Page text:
- Turbinado or other darker unrefined sugars can be substituted for processed white sugar, but the soap and oil proportions may need to be adjusted. I look forward to updating this recipe once I've experimented more.
- Nourishing vegetable oils are used to help fortify the skin that is revealed after exfoliation. If you have oily skin, you can experiment by reducing the proportion of vegetable oil used in the recipe. If you have normal or dry skin, you can experiment with increasing the amount of vegetable oil used in the recipe.
- Shea Butter, Cocoa Butter or other vegetable butters can be used in place of some of the vegetable oil. Melt the butters with the soap base. Some experimentation may be needed to perfect the final product consistency.
- Avoid using mineral oil (also known as baby oil). Mineral oil clogs the pores and can be harmful to the skin. See the Harmful Skin Care Ingredients article for more information.
- The Vitamin E Oil can be left out of this recipe if necessary, but it helps to nourish the skin and also helps to extend the shelf life of the scrub. Vitamin E capsules can be used in place of Vitamin E Oil. To use capsules in the recipe, carefully cut the tips off 2-3 capsules and squeeze the capsule contents into the sugar scrub and mix well.
- I use rectangular soap molds with 5 oz. cavities, and once cut into cubes, I get six cubes per cavity. You could use square molds or even line a baking dish with wax paper.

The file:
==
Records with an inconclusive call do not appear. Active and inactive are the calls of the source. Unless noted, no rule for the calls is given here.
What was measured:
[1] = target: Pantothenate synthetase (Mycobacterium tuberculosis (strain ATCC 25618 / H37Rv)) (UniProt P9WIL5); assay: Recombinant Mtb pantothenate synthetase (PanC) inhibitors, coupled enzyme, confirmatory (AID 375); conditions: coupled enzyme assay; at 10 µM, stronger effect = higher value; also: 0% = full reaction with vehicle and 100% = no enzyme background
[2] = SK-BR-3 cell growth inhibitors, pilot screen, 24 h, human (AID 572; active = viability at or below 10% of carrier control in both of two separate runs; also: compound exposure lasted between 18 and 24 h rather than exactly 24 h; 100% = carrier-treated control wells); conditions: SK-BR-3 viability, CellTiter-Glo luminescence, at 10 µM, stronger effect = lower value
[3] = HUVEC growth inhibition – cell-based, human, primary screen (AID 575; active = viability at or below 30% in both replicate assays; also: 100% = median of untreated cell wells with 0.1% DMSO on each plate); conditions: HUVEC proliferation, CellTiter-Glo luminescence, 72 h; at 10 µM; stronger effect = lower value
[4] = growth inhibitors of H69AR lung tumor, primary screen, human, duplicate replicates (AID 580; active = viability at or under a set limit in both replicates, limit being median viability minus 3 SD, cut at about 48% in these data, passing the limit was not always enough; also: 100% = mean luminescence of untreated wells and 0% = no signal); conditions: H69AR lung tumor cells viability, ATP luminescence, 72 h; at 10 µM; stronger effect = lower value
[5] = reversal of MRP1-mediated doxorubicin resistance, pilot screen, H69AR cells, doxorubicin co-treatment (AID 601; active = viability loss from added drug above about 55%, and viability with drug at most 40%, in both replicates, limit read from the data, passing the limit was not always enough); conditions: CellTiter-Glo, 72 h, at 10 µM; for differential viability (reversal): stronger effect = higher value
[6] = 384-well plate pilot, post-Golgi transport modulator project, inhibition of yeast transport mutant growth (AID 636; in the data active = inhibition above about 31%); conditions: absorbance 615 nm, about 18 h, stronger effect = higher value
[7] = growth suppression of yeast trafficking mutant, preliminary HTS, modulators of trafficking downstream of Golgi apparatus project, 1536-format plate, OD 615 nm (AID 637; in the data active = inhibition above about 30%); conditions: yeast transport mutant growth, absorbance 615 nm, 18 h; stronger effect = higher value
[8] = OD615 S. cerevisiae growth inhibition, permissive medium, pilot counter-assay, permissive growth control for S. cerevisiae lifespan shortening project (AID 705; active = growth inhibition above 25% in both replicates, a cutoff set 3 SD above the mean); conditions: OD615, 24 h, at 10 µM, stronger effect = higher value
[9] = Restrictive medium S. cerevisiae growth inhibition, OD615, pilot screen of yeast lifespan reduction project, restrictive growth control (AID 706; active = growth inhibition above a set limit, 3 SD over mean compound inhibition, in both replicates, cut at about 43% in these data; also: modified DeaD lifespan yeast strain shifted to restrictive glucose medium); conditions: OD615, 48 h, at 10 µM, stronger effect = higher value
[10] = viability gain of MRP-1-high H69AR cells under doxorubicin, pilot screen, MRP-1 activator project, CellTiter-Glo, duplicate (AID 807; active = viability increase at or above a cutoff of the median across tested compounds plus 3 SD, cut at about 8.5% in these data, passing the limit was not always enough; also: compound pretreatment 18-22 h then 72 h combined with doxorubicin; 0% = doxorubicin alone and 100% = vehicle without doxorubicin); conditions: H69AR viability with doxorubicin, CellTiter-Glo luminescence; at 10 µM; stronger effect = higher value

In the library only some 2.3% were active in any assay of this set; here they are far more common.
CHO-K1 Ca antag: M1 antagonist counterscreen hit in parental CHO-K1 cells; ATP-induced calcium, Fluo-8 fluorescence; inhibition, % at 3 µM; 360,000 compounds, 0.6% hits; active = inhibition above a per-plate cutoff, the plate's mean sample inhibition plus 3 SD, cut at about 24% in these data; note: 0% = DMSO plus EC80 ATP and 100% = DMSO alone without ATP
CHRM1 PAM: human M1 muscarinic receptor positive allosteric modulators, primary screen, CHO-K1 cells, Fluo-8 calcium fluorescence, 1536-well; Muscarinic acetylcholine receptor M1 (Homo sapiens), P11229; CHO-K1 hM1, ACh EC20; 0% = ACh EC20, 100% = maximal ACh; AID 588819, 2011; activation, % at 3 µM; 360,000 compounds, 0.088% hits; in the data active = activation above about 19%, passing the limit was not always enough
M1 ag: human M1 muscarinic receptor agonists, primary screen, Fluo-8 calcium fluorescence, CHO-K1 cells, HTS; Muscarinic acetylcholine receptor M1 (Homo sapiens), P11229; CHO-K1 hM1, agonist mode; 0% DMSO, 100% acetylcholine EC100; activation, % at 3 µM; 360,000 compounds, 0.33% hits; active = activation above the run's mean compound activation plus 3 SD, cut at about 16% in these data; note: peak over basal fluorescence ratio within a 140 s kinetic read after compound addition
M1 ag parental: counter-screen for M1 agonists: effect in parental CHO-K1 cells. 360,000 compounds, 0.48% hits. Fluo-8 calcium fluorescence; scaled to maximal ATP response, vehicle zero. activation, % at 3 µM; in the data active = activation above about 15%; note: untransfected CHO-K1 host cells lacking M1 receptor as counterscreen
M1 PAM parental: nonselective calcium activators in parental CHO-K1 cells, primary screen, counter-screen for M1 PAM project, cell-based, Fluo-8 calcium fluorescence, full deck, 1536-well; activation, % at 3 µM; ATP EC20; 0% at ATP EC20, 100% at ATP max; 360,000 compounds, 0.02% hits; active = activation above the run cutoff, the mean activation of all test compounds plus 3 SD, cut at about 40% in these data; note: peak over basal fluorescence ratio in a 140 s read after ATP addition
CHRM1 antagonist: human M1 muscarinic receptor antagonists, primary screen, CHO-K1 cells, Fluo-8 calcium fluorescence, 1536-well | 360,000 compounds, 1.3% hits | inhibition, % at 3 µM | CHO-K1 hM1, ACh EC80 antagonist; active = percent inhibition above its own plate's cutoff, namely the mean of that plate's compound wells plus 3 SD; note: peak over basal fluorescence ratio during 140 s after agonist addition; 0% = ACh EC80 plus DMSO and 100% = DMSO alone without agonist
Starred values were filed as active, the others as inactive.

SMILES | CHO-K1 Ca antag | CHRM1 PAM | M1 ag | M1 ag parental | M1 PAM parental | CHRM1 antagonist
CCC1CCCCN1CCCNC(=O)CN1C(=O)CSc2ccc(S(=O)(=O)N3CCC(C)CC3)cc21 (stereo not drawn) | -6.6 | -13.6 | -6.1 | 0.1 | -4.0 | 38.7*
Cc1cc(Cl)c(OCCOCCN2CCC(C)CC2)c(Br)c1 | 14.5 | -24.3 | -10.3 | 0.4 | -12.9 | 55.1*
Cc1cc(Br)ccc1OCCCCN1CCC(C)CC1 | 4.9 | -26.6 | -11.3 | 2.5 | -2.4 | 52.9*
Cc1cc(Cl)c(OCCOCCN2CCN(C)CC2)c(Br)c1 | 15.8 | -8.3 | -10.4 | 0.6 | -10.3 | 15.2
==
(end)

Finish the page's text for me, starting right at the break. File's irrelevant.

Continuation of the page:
- If you have a sensitive shower or sink drain, use caution when using sugar scrubs. Over time, the sugar/oil combo can slow your drain, especially if you use a lot of the exfoliant during your applications.
It is important to store the cubes in an airtight container or in airtight bags. Many of AromaWeb's advertisers have beautiful jars that are perfect for storing Sugar Scrubs. Include the date that you made the sugar scrub cubes on your label.
- These scrub cubes can be used on the body and feet. I recommend not using it on the face.
- Avoid use if you have sensitive skin or skin conditions such as eczema, and avoid use on wounds, cuts, abrasions or damaged skin.
- Use one cube per exfoliating session. Bring one cube into the shower with you. Allow it to get wet, and massage the cube into a soft workable, exfoliating paste in the palm of your hand. As you begin, you may find it easier to break the cube in half or into quarters and work with the smaller portion on one region of the body and then repeat.
- Scrub gently in a slow, circular motion. Do not grind the scrub into your skin.
- Rinse off.
- If desired, follow the exfoliating scrub with gentle cleansing.
- Moisturize the skin with a natural moisturizer after exfoliating.
I don't recommend using this solid sugar cube recipe directly on the face, but it is wonderful for the body and feet. (See AromaWeb's other Sugar Scrub Recipe for one that can be used on the face when applied gently.)
With the exception of the natural anti-oxidant properties of the Vitamin E oil, this sugar scrub does not contain preservatives.
For maximum freshness, use the cubes within 4-6 weeks. Keep the cubes in an airtight container and do not allow them to come into contact with moisture until the moment you intend to use them.
Do You Need the Ingredients Listed in This Recipe?
You can find the essential oils, other ingredients and packaging that you need by patronizing the fine companies that
support AromaWeb with their banner advertising located throughout AromaWeb (See them all at a glance within the Advertiser Spotlight area) and the listings located within the Global and Regional Aromatherapy Business Directories. Many of AromaWeb's advertisers also expertly formulate their own ready-made products if you decide you'd rather not make aromatherapy products yourself.
Do You Want More Essential Oil Recipes and Blends?
The Aromatherapy Beauty Guide
Using the Science of Carrier & Essential Oils to Create Natural Personal Care Products
Author: Danielle Sade, BSc, CAHP